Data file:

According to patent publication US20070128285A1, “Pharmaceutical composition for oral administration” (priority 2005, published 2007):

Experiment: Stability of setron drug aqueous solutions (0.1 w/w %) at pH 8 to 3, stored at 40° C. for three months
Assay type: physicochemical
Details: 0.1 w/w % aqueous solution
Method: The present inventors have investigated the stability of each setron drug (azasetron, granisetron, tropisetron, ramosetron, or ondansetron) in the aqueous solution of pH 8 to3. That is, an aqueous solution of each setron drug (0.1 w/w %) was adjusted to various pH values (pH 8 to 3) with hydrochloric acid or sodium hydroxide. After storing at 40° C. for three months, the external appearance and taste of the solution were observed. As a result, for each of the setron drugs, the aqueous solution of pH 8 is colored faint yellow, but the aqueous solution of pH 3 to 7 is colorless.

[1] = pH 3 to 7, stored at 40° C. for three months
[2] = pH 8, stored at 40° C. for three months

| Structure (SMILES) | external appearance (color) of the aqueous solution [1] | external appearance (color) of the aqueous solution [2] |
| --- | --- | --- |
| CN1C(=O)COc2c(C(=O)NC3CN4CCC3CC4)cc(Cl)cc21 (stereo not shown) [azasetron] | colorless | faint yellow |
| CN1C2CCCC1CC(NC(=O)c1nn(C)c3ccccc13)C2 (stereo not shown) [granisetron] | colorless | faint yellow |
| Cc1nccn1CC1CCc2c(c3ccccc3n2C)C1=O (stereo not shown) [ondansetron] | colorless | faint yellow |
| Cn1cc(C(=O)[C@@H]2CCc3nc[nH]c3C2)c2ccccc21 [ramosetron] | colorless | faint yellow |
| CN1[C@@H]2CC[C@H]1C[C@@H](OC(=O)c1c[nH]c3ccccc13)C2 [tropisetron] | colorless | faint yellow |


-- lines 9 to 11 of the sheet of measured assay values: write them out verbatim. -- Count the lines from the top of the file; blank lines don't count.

| --- | --- | --- |
| CN1C(=O)COc2c(C(=O)NC3CN4CCC3CC4)cc(Cl)cc21 (stereo not shown) [azasetron] | colorless | faint yellow |
| CN1C2CCCC1CC(NC(=O)c1nn(C)c3ccccc13)C2 (stereo not shown) [granisetron] | colorless | faint yellow |